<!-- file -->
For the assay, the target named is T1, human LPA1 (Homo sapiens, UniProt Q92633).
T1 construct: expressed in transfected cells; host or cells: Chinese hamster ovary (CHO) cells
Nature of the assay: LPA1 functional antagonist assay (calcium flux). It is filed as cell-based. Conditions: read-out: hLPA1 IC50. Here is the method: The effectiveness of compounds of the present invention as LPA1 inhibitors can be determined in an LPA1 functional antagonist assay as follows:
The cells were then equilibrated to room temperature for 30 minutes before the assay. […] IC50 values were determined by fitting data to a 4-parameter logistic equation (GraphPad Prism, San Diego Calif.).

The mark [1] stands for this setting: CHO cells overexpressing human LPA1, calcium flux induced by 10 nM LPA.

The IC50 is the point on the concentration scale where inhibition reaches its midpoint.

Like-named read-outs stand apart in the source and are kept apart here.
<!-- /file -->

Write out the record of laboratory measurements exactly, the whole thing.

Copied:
For the assay, the target named is T1, human LPA1 (Homo sapiens, UniProt Q92633).
T1 construct: expressed in transfected cells; host or cells: Chinese hamster ovary (CHO) cells
Nature of the assay: LPA1 functional antagonist assay (calcium flux). It is filed as cell-based. Conditions: read-out: hLPA1 IC50. Here is the method: The effectiveness of compounds of the present invention as LPA1 inhibitors can be determined in an LPA1 functional antagonist assay as follows:
The cells were then equilibrated to room temperature for 30 minutes before the assay. […] IC50 values were determined by fitting data to a 4-parameter logistic equation (GraphPad Prism, San Diego Calif.).

The mark [1] stands for this setting: CHO cells overexpressing human LPA1, calcium flux induced by 10 nM LPA.

The IC50 is the point on the concentration scale where inhibition reaches its midpoint.

Like-named read-outs stand apart in the source and are kept apart here.